Malas originated in Eastern religions, with roots in Buddhism, Hinduism, and Yogic traditions, but they aren’t necessarily a religious symbol unless of course, you want it to be. That's the beauty of mindfulness, it’s all your own, but I thought it was important to shine a light on the history of malas. They were also originally made of rudraksha seeds from the Bodhi tree, a sacred tree, but over the years they have been made with other materials such as wood, stones, and crystals. 

Usually, when I handcraft a mala, I start by burning sage or palo santo to clear and cleanse the energy in and around the space in which I am creating. I also make sure to smudge the beads so any past fingers that may have touched the gems will be cleared, too. I then light a candle, put on melodious music (without words because words distract me from counting), and I open the window so I get an ocean breeze, which is also very cleansing. 

Once I’m in a creative mindset and comfortable in my studio, the creativity just flows. I usually make several malas at a time, or until I tire out. Once finished, I sage or palo santo the finished products and put the malas in sealed bins to preserve their pure energy.

After the beading process, I then create a line-sheet, which is used by a manufacturer (us) in the fashion industry providing information on a product for wholesale sales. It also allows products to be listed with the sizes and color options, which is great for inventory tracking. Having a line-sheet is an essential part of our business because it helps with organization, consistency, and sales. 

Once the line-sheet is created I upload all the products to our website and I set up trunk shows or pop-up-shops, which are events in which vendors present merchandise directly to store personnel or customers at a retail location or another venue.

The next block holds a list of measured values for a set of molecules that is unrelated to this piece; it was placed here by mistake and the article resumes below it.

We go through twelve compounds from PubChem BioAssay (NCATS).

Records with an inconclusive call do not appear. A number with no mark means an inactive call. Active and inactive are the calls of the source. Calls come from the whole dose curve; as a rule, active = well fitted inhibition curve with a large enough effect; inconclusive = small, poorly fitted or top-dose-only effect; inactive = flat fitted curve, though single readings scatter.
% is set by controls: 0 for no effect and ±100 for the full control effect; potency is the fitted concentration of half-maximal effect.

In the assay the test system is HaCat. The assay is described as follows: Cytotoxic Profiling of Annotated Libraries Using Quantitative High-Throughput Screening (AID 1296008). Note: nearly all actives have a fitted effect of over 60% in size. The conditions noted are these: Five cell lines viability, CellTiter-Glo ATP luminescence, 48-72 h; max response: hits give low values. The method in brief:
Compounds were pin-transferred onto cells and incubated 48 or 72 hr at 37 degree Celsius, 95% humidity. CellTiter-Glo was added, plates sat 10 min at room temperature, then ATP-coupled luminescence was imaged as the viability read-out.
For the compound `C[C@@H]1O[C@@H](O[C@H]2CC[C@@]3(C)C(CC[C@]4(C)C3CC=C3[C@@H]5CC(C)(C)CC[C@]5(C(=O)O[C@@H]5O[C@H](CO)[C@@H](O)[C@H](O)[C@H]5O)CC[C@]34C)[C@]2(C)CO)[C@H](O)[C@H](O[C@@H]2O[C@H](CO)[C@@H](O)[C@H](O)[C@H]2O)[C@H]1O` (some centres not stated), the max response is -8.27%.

At the events I educate people on the stones and their energy and I often customize jewelry to meet the clients' needs. This is a big part of the work I do, which is listening and connecting to people, and then creating jewelry for them based on what they want or need. I recently wrote a blog called Healing Jewelry, which describes some of the meaningful connections I make while I work shall you want to check that out.  

I handcrafted malas for a couple of years but now I have help. I’ve gotten busier (a good thing!) and with all the responsibilities that come along with being a business owner, I now outsource the labor and send my designs to be manufactured, but not in a facility, rather by a husband and wife team who handcraft the malas by hand and benefit financially from the work.

The process of making malas is very sacred and by sharing my backstory, the history of malas, and the people we hire, I thought it would provide a glimpse into our world. And, whether they are handcrafted by yours truly, or by someone from my team, I hope that you know that each piece is made with love and intention. 

With Love & Light, 
Janine Forte
Founder of Five Star Hippie®

1 comment

  • Janine, interesting insight into a friend on the path…😘🐶